Michael Sheen plays Colin, a very ineffectual but well-meaning sort, who is obsessed bydarts and has a bored wife. When she takes off with the captain of Colin’s dart team, Colindecides to travel to Blackpool (“the Las Vegas of the North”) to win her back. He mounts hisscooter and heads off on a picaresque adventure, and each encounter he has along the way hasa transformative effect.
I confess, I had my reservations. The first act is set in what is rapidly becoming … cliche ofcontemporary British comedy: an emphatically deglamorized, depressing industrial town. Thefirst portion of Colin’s road trip is hampered by having a few too many plot-stopping folk songscrammed into the picture. And a number of the encounters are not exactly surprising. ButSheen’s performance is most endearing, and by the end, the picture has built up a huge store ofgood-will with the viewer, and the last half-hour is particularly moving. And yes, the film isfunny, but in a very gentle, bittersweet way.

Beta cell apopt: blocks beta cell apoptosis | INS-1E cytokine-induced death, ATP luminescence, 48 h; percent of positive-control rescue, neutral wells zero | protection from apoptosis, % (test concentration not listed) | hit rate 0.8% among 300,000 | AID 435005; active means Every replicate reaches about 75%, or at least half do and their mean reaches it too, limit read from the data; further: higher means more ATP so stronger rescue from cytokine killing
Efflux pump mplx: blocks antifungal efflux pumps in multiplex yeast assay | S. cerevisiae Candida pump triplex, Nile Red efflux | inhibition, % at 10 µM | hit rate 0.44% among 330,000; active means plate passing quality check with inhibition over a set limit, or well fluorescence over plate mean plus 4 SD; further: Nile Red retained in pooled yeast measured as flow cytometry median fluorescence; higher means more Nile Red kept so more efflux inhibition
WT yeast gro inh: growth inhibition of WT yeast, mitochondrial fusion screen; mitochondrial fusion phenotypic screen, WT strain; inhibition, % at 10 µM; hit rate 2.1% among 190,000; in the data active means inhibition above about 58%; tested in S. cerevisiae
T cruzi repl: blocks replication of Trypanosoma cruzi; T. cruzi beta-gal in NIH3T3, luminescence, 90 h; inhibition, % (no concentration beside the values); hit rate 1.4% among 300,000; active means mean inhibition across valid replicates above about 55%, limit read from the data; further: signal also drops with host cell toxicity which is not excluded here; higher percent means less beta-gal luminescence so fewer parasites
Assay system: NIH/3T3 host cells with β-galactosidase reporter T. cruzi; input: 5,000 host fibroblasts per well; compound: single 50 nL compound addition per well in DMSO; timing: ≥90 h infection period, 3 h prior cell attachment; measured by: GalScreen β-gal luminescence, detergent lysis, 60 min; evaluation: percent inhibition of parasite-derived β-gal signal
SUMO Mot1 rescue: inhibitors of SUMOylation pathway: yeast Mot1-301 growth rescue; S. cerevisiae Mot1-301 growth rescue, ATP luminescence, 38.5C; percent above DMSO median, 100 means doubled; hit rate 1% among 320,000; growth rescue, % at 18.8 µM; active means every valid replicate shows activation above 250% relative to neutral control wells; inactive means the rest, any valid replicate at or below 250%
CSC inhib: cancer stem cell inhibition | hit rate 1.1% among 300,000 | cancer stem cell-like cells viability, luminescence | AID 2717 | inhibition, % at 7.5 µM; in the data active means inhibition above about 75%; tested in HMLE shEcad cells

The folk songs may be too numerous, but they sound wonderful, with excellent separation ofthe instruments. The left-right separation is superb, and really comes into its own in the scenesinvolving dart games, with a very distinctive thwock sounding left or right, depending onthe direction of the dart’s flight. The surround is effective when called for (this is a quiet film),but the forest scene, for instance, has wonderful wind and birdsong effects.
The picture has fine contrasts, and the colours are very good, whether what we are seeing isthe dismal greyness of Colin’s home town or the damp but inviting green of the heaths as hetravels. The image is sharp, and there is no grain, nor any problematic edge enhancement.
Nothing except a trailer for Jersey Girl (?!).
The film’s initial tone might be a downer, but stick with it. The emotional payoff is worth thejourney.
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